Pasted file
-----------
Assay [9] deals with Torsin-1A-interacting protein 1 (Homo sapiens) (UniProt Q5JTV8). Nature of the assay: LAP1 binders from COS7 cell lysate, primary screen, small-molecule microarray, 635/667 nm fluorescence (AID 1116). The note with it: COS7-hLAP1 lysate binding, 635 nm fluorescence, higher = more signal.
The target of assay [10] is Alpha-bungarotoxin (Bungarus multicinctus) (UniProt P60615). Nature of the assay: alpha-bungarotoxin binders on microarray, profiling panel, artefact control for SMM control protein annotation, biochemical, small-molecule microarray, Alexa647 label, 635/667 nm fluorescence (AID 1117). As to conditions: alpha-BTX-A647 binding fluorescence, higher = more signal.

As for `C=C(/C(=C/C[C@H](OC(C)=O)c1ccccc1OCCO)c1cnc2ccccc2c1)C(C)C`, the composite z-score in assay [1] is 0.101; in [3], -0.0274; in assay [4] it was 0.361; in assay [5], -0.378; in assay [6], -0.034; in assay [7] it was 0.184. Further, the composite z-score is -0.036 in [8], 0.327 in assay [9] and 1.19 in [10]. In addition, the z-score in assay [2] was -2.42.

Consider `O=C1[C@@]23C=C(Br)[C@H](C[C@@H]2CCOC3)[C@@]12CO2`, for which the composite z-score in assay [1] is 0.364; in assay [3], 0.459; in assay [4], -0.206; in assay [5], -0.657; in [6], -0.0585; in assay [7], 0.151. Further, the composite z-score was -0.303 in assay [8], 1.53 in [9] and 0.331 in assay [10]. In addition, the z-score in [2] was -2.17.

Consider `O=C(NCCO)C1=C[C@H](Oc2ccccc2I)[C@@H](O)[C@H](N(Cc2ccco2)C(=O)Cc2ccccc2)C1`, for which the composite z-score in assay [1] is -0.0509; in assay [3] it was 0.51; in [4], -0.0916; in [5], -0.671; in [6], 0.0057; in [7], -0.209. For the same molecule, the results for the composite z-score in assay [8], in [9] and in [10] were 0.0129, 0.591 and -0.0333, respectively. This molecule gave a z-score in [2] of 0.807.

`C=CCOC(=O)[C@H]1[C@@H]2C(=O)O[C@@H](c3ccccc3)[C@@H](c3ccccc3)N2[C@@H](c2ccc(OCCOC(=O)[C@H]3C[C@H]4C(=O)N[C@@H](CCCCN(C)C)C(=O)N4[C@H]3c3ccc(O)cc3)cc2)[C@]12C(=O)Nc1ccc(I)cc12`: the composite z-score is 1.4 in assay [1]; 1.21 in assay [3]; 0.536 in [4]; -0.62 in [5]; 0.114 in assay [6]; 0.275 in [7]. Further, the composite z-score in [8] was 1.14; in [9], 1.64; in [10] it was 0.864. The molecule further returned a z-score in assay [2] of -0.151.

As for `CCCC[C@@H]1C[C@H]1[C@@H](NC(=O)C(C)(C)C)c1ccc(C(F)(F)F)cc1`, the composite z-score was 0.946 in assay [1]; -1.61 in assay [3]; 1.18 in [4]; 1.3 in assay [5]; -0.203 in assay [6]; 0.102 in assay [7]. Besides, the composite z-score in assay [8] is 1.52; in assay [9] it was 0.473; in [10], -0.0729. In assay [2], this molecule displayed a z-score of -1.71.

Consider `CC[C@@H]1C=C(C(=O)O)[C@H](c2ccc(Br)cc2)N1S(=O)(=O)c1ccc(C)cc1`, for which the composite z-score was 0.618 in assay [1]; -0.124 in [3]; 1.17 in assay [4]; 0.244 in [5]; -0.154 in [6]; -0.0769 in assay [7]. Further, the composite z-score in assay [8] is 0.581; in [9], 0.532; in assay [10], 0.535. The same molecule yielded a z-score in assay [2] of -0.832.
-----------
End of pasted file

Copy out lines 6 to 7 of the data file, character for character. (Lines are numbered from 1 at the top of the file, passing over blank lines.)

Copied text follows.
`C=CCOC(=O)[C@H]1[C@@H]2C(=O)O[C@@H](c3ccccc3)[C@@H](c3ccccc3)N2[C@@H](c2ccc(OCCOC(=O)[C@H]3C[C@H]4C(=O)N[C@@H](CCCCN(C)C)C(=O)N4[C@H]3c3ccc(O)cc3)cc2)[C@]12C(=O)Nc1ccc(I)cc12`: the composite z-score is 1.4 in assay [1]; 1.21 in assay [3]; 0.536 in [4]; -0.62 in [5]; 0.114 in assay [6]; 0.275 in [7]. Further, the composite z-score in [8] was 1.14; in [9], 1.64; in [10] it was 0.864. The molecule further returned a z-score in assay [2] of -0.151.

As for `CCCC[C@@H]1C[C@H]1[C@@H](NC(=O)C(C)(C)C)c1ccc(C(F)(F)F)cc1`, the composite z-score was 0.946 in assay [1]; -1.61 in assay [3]; 1.18 in [4]; 1.3 in assay [5]; -0.203 in assay [6]; 0.102 in assay [7]. Besides, the composite z-score in assay [8] is 1.52; in assay [9] it was 0.473; in [10], -0.0729. In assay [2], this molecule displayed a z-score of -1.71.